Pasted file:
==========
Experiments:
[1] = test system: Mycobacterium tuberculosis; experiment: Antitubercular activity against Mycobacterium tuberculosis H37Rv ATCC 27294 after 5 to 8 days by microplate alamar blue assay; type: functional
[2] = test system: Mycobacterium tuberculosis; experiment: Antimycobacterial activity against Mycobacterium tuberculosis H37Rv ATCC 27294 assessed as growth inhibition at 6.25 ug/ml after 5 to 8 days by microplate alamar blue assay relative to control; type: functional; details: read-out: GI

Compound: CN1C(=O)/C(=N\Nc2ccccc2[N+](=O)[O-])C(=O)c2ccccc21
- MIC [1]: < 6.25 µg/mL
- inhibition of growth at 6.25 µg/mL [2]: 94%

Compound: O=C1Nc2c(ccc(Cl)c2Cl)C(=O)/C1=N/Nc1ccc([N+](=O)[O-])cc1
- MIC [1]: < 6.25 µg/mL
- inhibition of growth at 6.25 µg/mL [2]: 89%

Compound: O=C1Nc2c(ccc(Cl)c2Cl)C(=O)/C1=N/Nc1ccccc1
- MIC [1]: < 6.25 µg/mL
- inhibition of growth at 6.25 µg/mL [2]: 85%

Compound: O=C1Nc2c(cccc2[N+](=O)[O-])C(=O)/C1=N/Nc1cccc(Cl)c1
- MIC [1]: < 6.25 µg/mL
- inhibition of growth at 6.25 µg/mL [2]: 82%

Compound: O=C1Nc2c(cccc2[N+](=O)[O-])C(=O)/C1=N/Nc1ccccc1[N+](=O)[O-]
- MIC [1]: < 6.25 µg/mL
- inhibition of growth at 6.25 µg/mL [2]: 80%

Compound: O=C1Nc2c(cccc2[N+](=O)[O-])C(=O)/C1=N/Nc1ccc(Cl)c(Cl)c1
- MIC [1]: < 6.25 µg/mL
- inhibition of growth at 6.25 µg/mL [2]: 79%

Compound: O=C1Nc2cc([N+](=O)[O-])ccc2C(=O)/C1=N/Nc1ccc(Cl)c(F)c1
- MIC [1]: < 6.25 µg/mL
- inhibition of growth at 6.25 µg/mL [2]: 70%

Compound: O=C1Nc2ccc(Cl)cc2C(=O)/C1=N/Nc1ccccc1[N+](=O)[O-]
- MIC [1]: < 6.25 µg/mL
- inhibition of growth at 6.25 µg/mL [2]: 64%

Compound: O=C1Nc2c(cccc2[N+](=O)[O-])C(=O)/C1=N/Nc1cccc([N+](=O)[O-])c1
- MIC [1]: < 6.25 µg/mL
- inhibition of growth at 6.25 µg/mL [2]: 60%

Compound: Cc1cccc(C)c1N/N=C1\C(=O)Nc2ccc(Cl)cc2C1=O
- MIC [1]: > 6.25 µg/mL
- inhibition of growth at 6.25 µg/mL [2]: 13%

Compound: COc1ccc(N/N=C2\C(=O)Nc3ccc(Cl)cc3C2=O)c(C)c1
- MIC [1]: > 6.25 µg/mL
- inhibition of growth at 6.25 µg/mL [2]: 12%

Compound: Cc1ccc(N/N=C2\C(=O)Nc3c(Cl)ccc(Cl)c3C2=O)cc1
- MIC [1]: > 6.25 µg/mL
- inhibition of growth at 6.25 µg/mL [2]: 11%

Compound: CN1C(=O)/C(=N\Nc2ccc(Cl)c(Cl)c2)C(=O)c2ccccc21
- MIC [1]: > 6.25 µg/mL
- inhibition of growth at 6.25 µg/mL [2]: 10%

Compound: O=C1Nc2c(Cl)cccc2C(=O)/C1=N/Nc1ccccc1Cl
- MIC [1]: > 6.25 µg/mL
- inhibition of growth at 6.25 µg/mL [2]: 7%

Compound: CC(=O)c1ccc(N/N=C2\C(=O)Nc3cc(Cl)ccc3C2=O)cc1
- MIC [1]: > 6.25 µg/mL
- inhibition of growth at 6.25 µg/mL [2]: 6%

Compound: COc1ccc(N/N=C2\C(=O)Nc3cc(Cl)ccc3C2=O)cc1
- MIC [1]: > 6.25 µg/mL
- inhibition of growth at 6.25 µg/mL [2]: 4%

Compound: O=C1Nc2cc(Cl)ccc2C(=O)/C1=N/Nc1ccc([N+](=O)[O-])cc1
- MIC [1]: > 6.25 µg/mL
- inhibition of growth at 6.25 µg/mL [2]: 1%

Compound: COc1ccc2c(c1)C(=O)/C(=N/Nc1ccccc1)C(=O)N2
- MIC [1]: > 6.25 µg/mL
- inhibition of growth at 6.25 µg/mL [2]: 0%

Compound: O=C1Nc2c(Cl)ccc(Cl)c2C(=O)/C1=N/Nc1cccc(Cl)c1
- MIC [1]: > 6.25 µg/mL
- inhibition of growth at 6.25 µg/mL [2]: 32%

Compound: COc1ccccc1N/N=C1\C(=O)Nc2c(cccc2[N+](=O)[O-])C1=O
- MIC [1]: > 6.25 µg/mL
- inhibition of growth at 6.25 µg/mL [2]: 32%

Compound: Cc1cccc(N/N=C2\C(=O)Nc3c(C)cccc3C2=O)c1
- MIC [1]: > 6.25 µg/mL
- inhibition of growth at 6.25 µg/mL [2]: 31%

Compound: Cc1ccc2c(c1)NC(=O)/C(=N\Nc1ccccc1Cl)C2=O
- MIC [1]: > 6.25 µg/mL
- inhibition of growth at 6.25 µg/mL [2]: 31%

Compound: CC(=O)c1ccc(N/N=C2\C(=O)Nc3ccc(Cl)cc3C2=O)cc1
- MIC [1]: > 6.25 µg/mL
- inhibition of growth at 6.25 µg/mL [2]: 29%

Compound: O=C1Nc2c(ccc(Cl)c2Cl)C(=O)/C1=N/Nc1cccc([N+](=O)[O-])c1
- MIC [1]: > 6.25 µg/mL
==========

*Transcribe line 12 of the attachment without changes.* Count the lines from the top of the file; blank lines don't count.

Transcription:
- inhibition of growth at 6.25 µg/mL [2]: 85%